The following letter has been faxed and mailed to every Democratic member of the Senate Finance Committee , beginning with Senator Max Baucus of Montana, the committee chairman. See below the fold for a list of committee members’ phone and fax numbers.
“I mean, people have access to health care in America.
After all, you just go to the emergency room.”
—GEORGE W. BUSH
Dear Senator Baucus:
Please help President Obama reform health care by supporting a strong public option—the best way to expand coverage and control costs. (What we really need is a single-payer system.) Please do not offer any “bipartisan” compromises (don’t drop the public option) to attract Republican support. They only want the Democrats to fail. To hell with ’em. Remember how many Republicans voted for the Stimulus bill? Voters will reward courage on the public’s behalf, but not cautious half-measures. Democrats, stick together.
Senator, I am writing to you as someone who for nearly a decade worked full-time as a self-employed writer and editor with no health insurance because I could not afford the premiums—and this was in the so-called boom years of the ’90s. I am willing to pay slightly higher taxes. I am also willing to see the very wealthy be taxed at a higher rate—and defense appropriations reduced if necessary.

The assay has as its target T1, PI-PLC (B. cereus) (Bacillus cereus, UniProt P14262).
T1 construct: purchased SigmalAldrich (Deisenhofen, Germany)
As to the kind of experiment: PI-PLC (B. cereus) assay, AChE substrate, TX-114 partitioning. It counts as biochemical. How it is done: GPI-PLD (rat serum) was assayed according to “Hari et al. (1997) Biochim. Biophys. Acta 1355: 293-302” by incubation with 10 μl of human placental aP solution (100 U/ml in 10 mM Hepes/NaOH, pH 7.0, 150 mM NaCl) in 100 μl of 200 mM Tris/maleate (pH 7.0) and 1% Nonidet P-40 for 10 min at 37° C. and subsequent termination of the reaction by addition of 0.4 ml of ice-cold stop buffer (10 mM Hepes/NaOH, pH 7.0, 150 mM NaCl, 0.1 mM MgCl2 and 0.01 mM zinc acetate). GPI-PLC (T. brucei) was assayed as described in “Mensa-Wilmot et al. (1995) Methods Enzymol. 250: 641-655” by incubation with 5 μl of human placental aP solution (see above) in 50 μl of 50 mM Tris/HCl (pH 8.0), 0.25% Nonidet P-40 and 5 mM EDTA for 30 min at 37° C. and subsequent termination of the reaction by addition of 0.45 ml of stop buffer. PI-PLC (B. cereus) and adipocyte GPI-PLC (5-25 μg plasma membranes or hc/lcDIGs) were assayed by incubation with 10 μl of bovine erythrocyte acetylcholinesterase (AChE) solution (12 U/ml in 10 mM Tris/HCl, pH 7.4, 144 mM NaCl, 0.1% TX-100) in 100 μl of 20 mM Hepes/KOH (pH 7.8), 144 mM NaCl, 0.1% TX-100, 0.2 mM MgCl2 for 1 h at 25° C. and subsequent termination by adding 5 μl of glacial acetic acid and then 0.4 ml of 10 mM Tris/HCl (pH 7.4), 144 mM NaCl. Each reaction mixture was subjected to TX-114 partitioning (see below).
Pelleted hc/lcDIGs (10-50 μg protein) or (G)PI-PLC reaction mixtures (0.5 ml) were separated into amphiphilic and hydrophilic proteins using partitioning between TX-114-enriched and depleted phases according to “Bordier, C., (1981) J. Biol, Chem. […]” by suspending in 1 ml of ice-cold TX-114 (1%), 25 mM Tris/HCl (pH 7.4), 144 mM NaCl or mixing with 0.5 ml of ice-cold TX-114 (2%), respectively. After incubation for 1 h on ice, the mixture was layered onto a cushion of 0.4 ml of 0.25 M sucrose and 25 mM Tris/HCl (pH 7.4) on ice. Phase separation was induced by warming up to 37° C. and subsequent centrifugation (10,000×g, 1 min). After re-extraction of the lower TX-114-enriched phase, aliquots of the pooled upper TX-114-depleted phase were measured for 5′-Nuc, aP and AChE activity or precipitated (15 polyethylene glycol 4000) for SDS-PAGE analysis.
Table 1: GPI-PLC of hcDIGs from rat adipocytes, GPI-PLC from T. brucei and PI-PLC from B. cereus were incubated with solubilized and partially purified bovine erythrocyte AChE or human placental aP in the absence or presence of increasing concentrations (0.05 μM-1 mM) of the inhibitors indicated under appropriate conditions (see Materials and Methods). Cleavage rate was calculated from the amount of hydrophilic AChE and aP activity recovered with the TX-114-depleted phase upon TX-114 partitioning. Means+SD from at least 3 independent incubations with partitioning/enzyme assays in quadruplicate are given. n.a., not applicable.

For “go slow” members of Congress: Are you willing to suspend your own access to healthcare, and your family’s, until a reform bill is passed? If you feel a pain under your ribs, are you willing to forgo seeing a doctor until a healthcare bill is passed? Go slow?
Healthcare reform with a public option is needed not only for our people’s well-being but also for our economy’s revival: businesses can’t bear the ever-increasing insurance costs, so they hire fewer workers. How does that help employment and tax revenues? How can we compete with other industrialized nations?
“Fiscal conservatives” who voted for the $1.3 trillion Bush tax cut of 2001, to authorize the $3 trillion war in Iraq (Nobel economist Joseph Stiglitz), or the costly Medicare Modernization Act of 2003 cannot honestly oppose healthcare reform designed to expand coverage and lower costs. (Remember, in 2001 the U.S. had a budget surplus.)
Senator Baucus, please push hard for healthcare reform with a strong public option and sensible cost-containment measures, and the voters will thank you in the next election.